21 G. Sgr is a blue very luminous supergiant star that can be located in the constellation of Sagittarius. 21 G. Sgr is the brightest star in Sagittarius based on the Hipparcos 2007 apparent magnitude. The star can be seen with the naked eye, that is, you don't need a telescope/binoculars to see it.
HIP88298 is the reference name for the star in the Hipparcos Star Catalogue. The Id of the star in the Henry Draper catalogue is HD164402. The Id of the star in the Gould Star Catalogue is 21. Stars in the southern hemisphere are more likely to have a Gould Id than the northern hemisphere. For example, there are no Gould classified stars in Ursa Major.
The location of the star in the galaxy is determined by the Right Ascension (R.A.) and Declination (Dec.), these are equivalent to the Longitude and Latitude on the Earth. The Right Ascension is how far expressed in time (hh:mm:ss) the star is along the celestial equator. If the R.A. is positive then its eastwards. The Declination is how far north or south the star is compared to the celestial equator and is expressed in degrees. For 21 G. Sgr, the location is 18h 01m 54.38 and -22d46`49.0 .
Luminosity is the amount of energy that a star pumps out and its relative to the amount that our star, the Sun gives out. The figure of 320000.0000000 that I have given is based on the Spectral Types page that I have found on the Internet. You might find a different figure, one that may have been calculated rather than generalised that I have done. The figure is always the amount times the luminosity of the Sun. It is an imprecise figure because of a number of factors including but not limited to whether the star is a variable star and distance.
21 G. Sgr has a spectral type of B0Iab.... This means the star is a blue supergiant star. The star has a B-V Colour Index of -0.03 which means the star's temperature has been calculated using information from Morgans @ Uni.edu at being 11,122 Kelvin. The figure is derived at by using the formula from SDSS and has been known to produce widely incorrect figures.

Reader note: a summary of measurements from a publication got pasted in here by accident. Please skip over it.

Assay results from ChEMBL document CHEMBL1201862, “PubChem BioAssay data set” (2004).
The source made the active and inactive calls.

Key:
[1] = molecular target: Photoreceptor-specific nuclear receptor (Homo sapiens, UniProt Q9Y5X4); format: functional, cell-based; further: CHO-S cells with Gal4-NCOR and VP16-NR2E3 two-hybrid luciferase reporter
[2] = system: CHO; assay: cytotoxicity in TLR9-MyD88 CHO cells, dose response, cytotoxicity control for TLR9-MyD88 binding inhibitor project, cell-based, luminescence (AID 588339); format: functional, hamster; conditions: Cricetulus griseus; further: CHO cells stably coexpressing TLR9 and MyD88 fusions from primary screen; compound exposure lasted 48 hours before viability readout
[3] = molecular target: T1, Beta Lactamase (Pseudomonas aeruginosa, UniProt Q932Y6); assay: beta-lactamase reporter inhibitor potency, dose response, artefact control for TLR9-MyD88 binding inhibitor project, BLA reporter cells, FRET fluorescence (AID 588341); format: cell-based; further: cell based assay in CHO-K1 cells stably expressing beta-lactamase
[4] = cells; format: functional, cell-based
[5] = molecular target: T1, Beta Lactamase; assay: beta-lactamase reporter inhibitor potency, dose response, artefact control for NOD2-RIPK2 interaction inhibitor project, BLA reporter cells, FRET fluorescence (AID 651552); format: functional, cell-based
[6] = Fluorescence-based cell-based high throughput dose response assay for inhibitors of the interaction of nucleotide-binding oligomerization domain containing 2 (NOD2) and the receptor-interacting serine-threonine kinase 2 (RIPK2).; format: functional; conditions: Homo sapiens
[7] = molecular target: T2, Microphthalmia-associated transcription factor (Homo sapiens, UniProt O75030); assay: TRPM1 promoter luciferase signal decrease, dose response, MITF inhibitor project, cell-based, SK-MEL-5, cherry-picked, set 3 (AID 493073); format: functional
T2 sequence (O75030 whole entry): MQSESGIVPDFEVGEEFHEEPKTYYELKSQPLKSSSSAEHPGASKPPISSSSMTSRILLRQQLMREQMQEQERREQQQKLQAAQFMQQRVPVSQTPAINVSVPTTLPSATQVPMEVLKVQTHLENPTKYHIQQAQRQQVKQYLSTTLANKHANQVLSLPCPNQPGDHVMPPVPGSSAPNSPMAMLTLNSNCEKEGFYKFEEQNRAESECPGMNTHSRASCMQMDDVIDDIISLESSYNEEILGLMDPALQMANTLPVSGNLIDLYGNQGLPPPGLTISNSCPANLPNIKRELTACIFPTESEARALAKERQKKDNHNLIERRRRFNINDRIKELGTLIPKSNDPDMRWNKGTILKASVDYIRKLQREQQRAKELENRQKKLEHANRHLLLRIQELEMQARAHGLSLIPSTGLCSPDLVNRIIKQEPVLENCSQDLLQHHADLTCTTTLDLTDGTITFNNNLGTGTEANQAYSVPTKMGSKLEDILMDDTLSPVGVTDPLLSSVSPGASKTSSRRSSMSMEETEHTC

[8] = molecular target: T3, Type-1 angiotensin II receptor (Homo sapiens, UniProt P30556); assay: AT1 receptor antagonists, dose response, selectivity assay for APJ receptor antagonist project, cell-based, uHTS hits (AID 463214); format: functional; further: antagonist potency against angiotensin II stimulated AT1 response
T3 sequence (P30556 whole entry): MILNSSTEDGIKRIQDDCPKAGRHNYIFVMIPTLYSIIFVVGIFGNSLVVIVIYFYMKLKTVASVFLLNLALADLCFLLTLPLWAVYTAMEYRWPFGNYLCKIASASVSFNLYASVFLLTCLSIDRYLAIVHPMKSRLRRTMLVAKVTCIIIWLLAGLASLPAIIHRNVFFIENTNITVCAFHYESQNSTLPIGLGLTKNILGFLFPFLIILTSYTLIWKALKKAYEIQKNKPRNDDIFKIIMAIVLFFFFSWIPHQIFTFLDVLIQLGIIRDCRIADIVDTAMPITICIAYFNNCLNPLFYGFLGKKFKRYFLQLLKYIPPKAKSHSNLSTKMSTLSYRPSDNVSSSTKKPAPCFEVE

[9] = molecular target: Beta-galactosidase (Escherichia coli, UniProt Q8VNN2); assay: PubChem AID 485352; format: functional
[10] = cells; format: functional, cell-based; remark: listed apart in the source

21 G. Sgr has an apparent magnitude of 5.72 which is how bright we see the star from Earth. Apparent Magnitude is also known as Visual Magnitude. If you used the 1997 Parallax value, you would get an absolute magnitude of Magnitude, whether it be apparent/visual or absolute magnitude is measured by a number, the smaller the number, the brighter the Star is. Our own Sun is the brightest star and therefore has the lowest of all magnitudes, -26.74. A faint star will have a high number.
Using the original Hipparcos data that was released in 1997, the parallax to the star was given as -0.14 which gave the calculated distance to 21 G. Sgr as -23297.38 light years away from Earth or -7142.86 parsecs. It would take a spaceship travelling at the speed of light, -23297.38 years to get there. We don't have the technology or spaceship that can carry people over that distance yet.
The source of the information if it has a Hip I.D. is from Simbad, the Hipparcos data library based at the University at Strasbourg, France. Hipparcos was a E.S.A. satellite operation launched in 1989 for four years. The items in red are values that I've calculated so they could well be wrong. Information regarding Metallicity and/or Mass is from the E.U. Exoplanets. The information was obtained as of 12th Feb 2017.
|Traditional/Proper Name||21 G. Sgr|
|Hipparcos Library I.D.||88298|
|Bonner Durchmusterung||BD-22 4503|
|Henry Draper Designation||164402|
|Star Type||supergiant star|
|Visual / Apparent Magnitude||5.72|
|Naked Eye Visible||Yes - Magnitudes|
|Right Ascension (R.A.)||18h 01m 54.38|
|Galactic Latitude||-0.03 degrees|
|Galactic Longitude||7.16 degrees|
|1997 Distance from Earth||-0.14 Parallax (milliarcseconds)|
|-23297.38 Light Years|
|Radial Velocity||4.20 ± 1.40 km/s|
|Luminosity (x the Sun)||320,000.0000000|
|Calculated Effective Temperature||11,122 Kelvin|
The star has been identified as being a multi-star system, one in which there is at least one star in close orbit to another star or two or more stars orbiting a central point. The stars may be of equal mass, unequal mass where one star is stronger than the other or be in groups orbiting a central point which doesn't necessarily have to be a star. More information can be found on my dedicated multiple star systems page. The source of the info is Simbad. The file is dated 2000 so any differences between this and any other source will be down to the actual source from where the information came from.
|Proper Motion mas/yr|
|H.D. Id||B.D. Id||Star Code||Magnitude||R.A.||Dec.||Spectrum||Colour||Year|